Dr.Charles Johnson passed away last week. | Eagle Funeral Homes

When former Hillsdale pro­fessor Charles “Chuck” Johnson poured cat food into the bowls lined up on his front porch, he always waved to his neighbors as they strolled by his E. Fayette Street home on warm evenings. After living a life full of love for felines and humans alike, he died at 87 years old on Monday at the MacRitchie North Skilled Nursing Facility in the Hillsdale Hos­pital. Johnson is sur­vived by his wife, Madelyn, and two daughters. He was pre­ceded in death by his son, Steven Johnson, who died in 2004.

“He was kind-hearted and never said any­thing bad about anyone,” said Academy Head­master Kenneth Calvert, one of the Johnson’s neighbors. “He was a sweet, beau­tiful man. He loved the Lord and was just so kind.”

Madelyn Johnson cur­rently is hos­pi­talized at the ProMedica Cold­water Regional Hos­pital and is in touch with her family. She could not be reached for comment.

Johnson started his career at the college in 1988, but he already had begun making an impact in Hillsdale two years earlier when College Baptist Church hired Johnson and his wife to co-pastor the con­gre­gation in 1986. At the college, Johnson served as a lec­turer of soci­ology and a coun­selor to stu­dents, faculty, and staff. He and his wife also team-taught a course about love, mar­riage, and family, which many stu­dents still enrolled here recalled fondly.

As a pastor, Johnson is said to have spoken from the pulpit as per­sonably and effec­tively as he had talked with his con­gre­gants, clients, and pupils.

“He was a great preacher who always, always made sure the gospel was clear,” Calvert said. “That always impressed me.”

Calvert, who wit­nessed Johnson preach many times, recalled how Johnsons often shared the task of writing and giving a sermon. Jok­ingly, the two called this tech­nique a “ping-pong sermon.” One would begin to preach, and soon the other would chime in. On they would go until they reached their con­clusion.

“Some people would think that crazy, but it actually worked quite well,” Calvert said.

Johnson did not only shepherd his own con­gre­gation, however.

Chuck and Madelyn Johnson founded a coun­seling service they ran in their home called named Storm’s Eye Min­istry, which sought to grant peace and solace to pastors in crisis.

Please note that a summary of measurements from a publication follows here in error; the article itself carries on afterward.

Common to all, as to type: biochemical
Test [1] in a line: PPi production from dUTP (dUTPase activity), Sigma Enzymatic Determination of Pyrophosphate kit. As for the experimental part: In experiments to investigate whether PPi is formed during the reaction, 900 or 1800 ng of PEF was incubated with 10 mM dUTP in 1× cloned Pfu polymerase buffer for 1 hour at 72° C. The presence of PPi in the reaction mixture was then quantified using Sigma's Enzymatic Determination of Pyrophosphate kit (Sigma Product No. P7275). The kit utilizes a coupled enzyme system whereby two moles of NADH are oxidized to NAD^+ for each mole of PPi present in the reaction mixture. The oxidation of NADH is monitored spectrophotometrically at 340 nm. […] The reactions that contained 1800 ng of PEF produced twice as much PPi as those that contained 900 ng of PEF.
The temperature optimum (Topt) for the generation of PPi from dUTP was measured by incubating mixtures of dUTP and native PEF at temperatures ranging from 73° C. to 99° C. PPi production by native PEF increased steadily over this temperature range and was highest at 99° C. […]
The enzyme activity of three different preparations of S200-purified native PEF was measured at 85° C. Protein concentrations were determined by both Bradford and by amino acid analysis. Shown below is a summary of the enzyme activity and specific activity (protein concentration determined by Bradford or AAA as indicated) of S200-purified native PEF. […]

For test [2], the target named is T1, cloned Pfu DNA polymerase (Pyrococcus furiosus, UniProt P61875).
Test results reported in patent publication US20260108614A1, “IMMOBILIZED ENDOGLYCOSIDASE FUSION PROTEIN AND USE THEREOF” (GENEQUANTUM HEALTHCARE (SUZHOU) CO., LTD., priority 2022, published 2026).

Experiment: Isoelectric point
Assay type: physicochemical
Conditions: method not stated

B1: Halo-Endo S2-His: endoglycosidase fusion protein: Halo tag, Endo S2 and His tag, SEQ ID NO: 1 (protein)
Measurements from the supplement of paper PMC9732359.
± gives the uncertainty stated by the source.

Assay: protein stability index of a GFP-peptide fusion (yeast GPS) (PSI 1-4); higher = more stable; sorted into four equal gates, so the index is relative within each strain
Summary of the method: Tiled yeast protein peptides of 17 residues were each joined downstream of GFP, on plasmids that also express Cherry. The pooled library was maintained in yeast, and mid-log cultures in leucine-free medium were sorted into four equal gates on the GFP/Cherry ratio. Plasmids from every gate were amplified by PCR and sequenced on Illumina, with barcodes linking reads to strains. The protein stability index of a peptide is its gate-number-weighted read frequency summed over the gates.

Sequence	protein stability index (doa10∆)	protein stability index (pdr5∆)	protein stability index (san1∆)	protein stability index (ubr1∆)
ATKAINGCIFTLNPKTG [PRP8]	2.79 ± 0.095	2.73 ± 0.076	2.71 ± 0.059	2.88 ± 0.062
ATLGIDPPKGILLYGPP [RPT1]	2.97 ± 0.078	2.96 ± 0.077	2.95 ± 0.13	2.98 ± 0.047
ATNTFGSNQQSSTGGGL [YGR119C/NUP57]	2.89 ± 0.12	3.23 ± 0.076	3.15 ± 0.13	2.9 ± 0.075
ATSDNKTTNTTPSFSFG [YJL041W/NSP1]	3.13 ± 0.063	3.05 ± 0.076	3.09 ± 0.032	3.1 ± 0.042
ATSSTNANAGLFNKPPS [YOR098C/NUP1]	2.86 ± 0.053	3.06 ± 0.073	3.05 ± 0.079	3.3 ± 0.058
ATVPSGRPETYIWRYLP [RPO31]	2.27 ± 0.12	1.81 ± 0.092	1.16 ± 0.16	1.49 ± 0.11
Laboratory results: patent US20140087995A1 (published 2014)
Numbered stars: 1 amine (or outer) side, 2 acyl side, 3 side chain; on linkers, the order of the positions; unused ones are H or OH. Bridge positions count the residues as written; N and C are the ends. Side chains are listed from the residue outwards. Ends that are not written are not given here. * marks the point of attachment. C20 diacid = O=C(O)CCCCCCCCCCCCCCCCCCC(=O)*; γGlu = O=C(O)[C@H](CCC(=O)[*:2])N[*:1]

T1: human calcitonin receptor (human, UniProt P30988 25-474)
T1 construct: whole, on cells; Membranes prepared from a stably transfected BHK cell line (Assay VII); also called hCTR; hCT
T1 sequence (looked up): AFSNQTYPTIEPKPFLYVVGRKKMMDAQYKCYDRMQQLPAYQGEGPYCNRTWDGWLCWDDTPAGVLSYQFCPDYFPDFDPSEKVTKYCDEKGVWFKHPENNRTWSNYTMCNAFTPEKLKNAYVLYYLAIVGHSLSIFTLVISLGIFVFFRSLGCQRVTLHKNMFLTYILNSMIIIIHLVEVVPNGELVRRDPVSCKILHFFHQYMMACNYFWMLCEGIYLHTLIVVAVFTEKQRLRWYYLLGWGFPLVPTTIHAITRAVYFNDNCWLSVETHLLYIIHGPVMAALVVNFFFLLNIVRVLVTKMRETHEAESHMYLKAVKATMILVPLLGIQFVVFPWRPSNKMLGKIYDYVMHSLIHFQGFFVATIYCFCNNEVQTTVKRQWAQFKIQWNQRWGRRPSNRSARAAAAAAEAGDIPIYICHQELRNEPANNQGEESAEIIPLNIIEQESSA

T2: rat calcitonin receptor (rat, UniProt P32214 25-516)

“Pastors could quietly stay at the Johnson’s home and get some encour­agement,” said Assistant Pro­fessor of Religion Don West­blade, a friend of Chuck Johnson’s. “I think Chuck and Madelyn really had their hearts in this coun­seling and service kind of min­istry.”

West­blade knew the Johnson family since he pulled into his first home in Hillsdale when he joined the college’s religion department in 1988. Johnson was the first one to greet him, helping him unload his truck. Living down the street from Johnson for several years, West­blade said the Johnsons enjoyed living so close to the college: “They lived just a block away so they could stay involved with college activ­ities.”

Dwelling among so many college kids could take its toll, but Johnson never shied from pro­tecting his neighbors from rowdy partiers when it got too late to put up with loud shenanigans.

“‘We love Hillsdale College stu­dents until mid­night. After mid­night, we love the Hillsdale police department,’” Calvert recalled Johnson saying fre­quently. “That was some­thing he prac­ticed pretty con­sis­tently.”

Senior Spanish major Alexis Pierce took Chuck and Madelyn Johnson’s class on love, mar­riage, and family in fall 2016. Now engaged to junior Joel Pietila, Pierce counted the class among her favorite courses she has taken at Hillsdale and said its lessons have proved invaluable.

“I almost feel like I have a leg up in my mar­riage. I have some tools to go into it. I know that there are phases, there are stages of mar­riage. There are also chal­lenges, but there are also really beau­tiful things that come with each and every stage,” Pierce said. “That was really cool to see played out in their rela­tionship. They cul­ti­vated a friendship that they had and that was really pow­erful. They were very much in love.”

When Hillsdale’s Social Media Coor­di­nator Gianna Marchese ‘17 was still a student at Hillsdale, she took the Johnson’s class the same semester as Pierce.

“Each of their lessons were accen­tuated by the fact that it was a husband and wife teaching the class who had gone to school together and had gotten their doc­torates together and had gone through that whole journey,” Marchese said. “You weren’t learning how to love through a textbook. You saw it right in front of you.”

College Baptist Church will hold a memorial service for Chuck Johnson on Monday, Feb. 26, at 11 a.m.

“Chuck left a very pos­itive impact on the college, on Hillsdale as a com­munity, and on our neigh­borhood,” Calvert said. “We’ll miss him.”